By now, you have probably heard the term “big data.” Well, what is big data? What does it mean for information technology firms, businesses, organizations, and enterprises as a whole? Big Data is not a new informational challenge. The significant differences are the business benefits of consuming this information, and the available technology to harness it.
In general, Big Data is the vast amounts of data collected from just about anywhere. Data is no longer something that is only generated internally and stored on computers. Data collection can be accomplished in a variety of channels such as cell phones, GPS signals, social media, digital photos, transaction records, files, email—just about everywhere. Big Data can be stored and lives in all kinds of spaces including enterprise data warehouses, application databases, file systems, mobile devices, and cloud storage platforms.
In short, the term “Big Data” refers to the all types of unstructured and structured data. It is commonly associated with the subsequent tools and processes that let an organization oversee and leverage the data for purposes such as optimizing the ROI of internal marketing campaigns or learning more about their customer’s behaviors. The term “big” has no reference to the size of a file; it just refers to the amount of data and variety, its sources and its ability to accumulate exponentially.
For instance, if a retailer manages the store’s transaction data, information from its mobile application, tidbits from its social media accounts, data from its vendors, and information internally via multiple devices, that creates quite a lot of information—all coming in throughout the day, in droves. The challenge is to identify, capture, and transform all this data into a holistic mosaic of a business entity. Then the retailer will be able to use this vast amount of data to learn more about its business and its customers ultimately making decisions backed by the data to improve ROI and efficiency.
What is Big Data Really? Technically Speaking…
In a recent study, humans create 2.5 quintillion (that’s 18 zeros) bytes of data daily. If there was ever a time when we need to interpret and capitalize on all this data, it is now
There are four components to Big Bata. First, the sheer volume of it, which easily accrues into terabytes and petabytes. Second, velocity is another aspect of big data, because it is relevant to the speed at which I can process and make the information consumable. Third, there are various types of data; it is not originating from one place, and there are different types of files. Finally, there is variety, which is a vital component consisting of all the different types of data.
Big Data in 2013
With the New Year arriving, experts believe Big Data availability will go main stream in 2013. It will also deliver analytical tools to help end-users to leverage Big Data rather than just to information technology professionals. That is, companies will reach out to harness their own Big Data, and make it readily accessible by the business consumers. Some industry folks say tight corporate budgets could make it hard to self-manage. They also believe that more companies will develop and enact plans to manage Big Data for business growth and improvement purposes. The evolution of this data is to “connect” the dots of all the meaning threads.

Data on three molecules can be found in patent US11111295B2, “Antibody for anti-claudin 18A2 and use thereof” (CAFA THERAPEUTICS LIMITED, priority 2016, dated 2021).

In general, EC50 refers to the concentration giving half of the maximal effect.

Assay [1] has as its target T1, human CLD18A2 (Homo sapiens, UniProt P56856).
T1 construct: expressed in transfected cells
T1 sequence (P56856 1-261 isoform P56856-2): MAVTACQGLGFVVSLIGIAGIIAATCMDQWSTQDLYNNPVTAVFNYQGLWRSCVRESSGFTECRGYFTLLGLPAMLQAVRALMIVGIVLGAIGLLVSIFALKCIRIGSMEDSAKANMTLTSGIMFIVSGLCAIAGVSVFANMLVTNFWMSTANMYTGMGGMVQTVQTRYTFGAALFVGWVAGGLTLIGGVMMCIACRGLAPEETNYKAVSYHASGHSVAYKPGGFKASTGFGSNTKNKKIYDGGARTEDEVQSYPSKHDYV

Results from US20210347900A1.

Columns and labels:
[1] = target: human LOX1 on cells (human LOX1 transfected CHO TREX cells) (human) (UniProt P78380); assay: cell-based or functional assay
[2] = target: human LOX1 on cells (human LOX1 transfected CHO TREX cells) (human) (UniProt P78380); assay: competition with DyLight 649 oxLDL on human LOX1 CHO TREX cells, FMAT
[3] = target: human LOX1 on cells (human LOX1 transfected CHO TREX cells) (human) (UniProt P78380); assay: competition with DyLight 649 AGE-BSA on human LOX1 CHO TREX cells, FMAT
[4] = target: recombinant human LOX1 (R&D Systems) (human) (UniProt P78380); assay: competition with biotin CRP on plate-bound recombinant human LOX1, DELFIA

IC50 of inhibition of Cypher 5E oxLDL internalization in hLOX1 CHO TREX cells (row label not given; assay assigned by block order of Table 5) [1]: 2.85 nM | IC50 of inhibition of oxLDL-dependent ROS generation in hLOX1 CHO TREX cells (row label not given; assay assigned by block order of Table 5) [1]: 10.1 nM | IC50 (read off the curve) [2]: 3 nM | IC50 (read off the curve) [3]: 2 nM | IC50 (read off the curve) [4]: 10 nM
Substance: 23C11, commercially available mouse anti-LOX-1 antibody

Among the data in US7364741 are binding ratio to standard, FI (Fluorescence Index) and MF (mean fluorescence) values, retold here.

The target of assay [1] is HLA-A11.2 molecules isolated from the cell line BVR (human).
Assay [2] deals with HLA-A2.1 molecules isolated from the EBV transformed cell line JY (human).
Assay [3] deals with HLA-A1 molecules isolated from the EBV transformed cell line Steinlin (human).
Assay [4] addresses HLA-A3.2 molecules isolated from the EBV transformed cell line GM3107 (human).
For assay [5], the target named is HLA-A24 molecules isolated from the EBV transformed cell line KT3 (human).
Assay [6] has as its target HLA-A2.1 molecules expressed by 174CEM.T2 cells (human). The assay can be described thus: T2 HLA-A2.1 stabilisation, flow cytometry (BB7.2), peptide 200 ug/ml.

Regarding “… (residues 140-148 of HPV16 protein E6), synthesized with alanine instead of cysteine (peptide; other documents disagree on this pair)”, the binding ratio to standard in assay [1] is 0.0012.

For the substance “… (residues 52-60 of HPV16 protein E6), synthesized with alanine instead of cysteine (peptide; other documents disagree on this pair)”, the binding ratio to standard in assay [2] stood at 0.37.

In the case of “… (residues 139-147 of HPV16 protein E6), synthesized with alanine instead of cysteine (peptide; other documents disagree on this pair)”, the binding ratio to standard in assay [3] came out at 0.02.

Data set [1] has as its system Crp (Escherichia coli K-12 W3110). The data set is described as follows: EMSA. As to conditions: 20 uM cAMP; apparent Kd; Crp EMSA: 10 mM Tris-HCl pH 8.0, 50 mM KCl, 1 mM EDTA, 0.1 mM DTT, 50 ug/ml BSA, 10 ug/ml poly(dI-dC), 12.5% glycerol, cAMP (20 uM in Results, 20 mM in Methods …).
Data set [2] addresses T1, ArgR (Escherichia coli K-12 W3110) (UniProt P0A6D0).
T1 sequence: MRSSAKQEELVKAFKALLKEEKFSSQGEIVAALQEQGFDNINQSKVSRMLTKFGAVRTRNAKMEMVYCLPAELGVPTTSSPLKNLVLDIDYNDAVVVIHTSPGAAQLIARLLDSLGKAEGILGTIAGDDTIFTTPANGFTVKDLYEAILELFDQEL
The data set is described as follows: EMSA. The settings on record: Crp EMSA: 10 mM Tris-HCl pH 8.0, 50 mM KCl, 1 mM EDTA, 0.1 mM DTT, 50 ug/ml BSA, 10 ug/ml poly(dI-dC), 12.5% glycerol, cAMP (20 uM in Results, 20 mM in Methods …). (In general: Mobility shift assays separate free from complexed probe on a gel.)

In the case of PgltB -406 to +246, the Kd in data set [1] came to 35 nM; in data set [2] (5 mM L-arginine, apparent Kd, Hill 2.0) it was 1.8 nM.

That is where the data comes from, and the various factors that affect it. What does all this information mean for businesses competing in today’s global marketplace? What can they do with the data that will provide them—and their customers—with long-term benefits?
The Importance of Big Data Usage
Because there is more data out there, managing Big Data is not just about having enough storage for the information. Instead, leveraging the data is how companies can gain a competitive edge.
The intelligence shared via a wide range of devices grows by the second, so organizations that can properly harness and evaluate this data will possess more insights rather than those that simply house the information.
Now that the concept of Big Data is a more common notion and not just a buzzword, an increasing number of firms will take advantage of this information. They can use the information to make business decisions, improve operations, lower corporate risks, and improve customer experiences. More companies will realize that big data is not limited to a certain kind of data, and will integrate all of their data into one platform that can assess the information.
How exactly do you harness Big Data? An organization must deploy predictive and descriptive analytics to find obvious and the nuances of the information. That’s key in finding the value in the data.
These analytical measures include using advanced statistical, data mining and machine learning algorithms that not only separate data, but also find trends and patterns one may not be able to recognize with traditional business intelligence tools. As more firms see the value in big data, they are likely to launch efforts to develop more competitive algorithms that pinpoint the significance of the data.
Timing is key when it comes to big data. That is why models must be able to use data in real-time, so it can be applied up to the minute. The data must be able to be evaluated and applied as it streams in to an enterprise in order to maximize its value.
Do you believe big data can benefit your company in 2013?